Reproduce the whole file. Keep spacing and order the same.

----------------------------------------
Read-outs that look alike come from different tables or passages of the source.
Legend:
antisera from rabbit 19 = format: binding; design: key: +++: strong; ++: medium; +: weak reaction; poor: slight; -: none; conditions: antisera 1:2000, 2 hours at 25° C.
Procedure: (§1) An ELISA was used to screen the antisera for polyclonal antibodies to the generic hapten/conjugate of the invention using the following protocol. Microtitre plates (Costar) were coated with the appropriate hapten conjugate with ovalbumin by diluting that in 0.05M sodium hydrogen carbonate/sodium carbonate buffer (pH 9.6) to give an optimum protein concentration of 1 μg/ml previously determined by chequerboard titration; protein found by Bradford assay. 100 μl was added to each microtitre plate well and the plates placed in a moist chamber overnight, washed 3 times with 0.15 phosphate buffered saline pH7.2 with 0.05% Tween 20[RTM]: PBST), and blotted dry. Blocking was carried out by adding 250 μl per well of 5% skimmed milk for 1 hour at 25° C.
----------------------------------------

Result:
Read-outs that look alike come from different tables or passages of the source.
Legend:
antisera from rabbit 19 = format: binding; design: key: +++: strong; ++: medium; +: weak reaction; poor: slight; -: none; conditions: antisera 1:2000, 2 hours at 25° C.
Procedure: (§1) An ELISA was used to screen the antisera for polyclonal antibodies to the generic hapten/conjugate of the invention using the following protocol. Microtitre plates (Costar) were coated with the appropriate hapten conjugate with ovalbumin by diluting that in 0.05M sodium hydrogen carbonate/sodium carbonate buffer (pH 9.6) to give an optimum protein concentration of 1 μg/ml previously determined by chequerboard titration; protein found by Bradford assay. 100 μl was added to each microtitre plate well and the plates placed in a moist chamber overnight, washed 3 times with 0.15 phosphate buffered saline pH7.2 with 0.05% Tween 20[RTM]: PBST), and blotted dry. Blocking was carried out by adding 250 μl per well of 5% skimmed milk for 1 hour at 25° C.